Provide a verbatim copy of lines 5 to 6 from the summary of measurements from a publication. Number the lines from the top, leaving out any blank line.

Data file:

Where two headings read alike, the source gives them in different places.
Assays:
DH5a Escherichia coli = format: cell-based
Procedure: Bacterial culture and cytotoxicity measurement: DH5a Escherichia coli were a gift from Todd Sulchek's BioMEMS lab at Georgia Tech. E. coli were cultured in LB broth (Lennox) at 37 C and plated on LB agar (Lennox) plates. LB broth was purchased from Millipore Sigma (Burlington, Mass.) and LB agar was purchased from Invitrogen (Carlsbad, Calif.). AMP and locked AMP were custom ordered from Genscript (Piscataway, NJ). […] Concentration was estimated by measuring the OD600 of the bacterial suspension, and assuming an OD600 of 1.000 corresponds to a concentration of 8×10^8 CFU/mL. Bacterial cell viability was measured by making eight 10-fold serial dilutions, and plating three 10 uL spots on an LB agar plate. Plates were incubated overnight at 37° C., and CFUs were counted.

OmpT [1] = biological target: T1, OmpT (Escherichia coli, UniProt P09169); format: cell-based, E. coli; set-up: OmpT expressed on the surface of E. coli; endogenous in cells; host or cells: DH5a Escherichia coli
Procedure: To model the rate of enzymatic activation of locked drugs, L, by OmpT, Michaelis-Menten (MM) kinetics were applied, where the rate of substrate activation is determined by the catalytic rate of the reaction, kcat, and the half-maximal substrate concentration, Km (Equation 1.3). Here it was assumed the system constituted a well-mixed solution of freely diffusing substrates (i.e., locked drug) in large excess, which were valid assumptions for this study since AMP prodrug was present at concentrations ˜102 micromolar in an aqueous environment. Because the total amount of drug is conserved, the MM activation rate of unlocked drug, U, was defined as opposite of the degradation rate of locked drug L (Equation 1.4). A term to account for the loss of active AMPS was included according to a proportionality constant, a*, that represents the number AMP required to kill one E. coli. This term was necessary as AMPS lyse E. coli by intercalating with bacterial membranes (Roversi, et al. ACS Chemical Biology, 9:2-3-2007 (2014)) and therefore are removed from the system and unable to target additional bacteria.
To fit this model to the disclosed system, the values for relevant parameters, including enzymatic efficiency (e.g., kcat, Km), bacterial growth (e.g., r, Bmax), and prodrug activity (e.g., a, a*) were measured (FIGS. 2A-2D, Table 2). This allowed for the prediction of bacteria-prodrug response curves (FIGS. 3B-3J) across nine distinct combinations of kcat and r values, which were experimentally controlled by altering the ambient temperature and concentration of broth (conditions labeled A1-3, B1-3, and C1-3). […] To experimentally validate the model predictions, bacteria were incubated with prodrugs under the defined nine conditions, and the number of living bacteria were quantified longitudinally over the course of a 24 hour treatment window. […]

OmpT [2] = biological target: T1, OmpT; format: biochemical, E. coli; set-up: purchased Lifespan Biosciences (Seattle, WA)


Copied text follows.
OmpT [1] = biological target: T1, OmpT (Escherichia coli, UniProt P09169); format: cell-based, E. coli; set-up: OmpT expressed on the surface of E. coli; endogenous in cells; host or cells: DH5a Escherichia coli
Procedure: To model the rate of enzymatic activation of locked drugs, L, by OmpT, Michaelis-Menten (MM) kinetics were applied, where the rate of substrate activation is determined by the catalytic rate of the reaction, kcat, and the half-maximal substrate concentration, Km (Equation 1.3). Here it was assumed the system constituted a well-mixed solution of freely diffusing substrates (i.e., locked drug) in large excess, which were valid assumptions for this study since AMP prodrug was present at concentrations ˜102 micromolar in an aqueous environment. Because the total amount of drug is conserved, the MM activation rate of unlocked drug, U, was defined as opposite of the degradation rate of locked drug L (Equation 1.4). A term to account for the loss of active AMPS was included according to a proportionality constant, a*, that represents the number AMP required to kill one E. coli. This term was necessary as AMPS lyse E. coli by intercalating with bacterial membranes (Roversi, et al. ACS Chemical Biology, 9:2-3-2007 (2014)) and therefore are removed from the system and unable to target additional bacteria.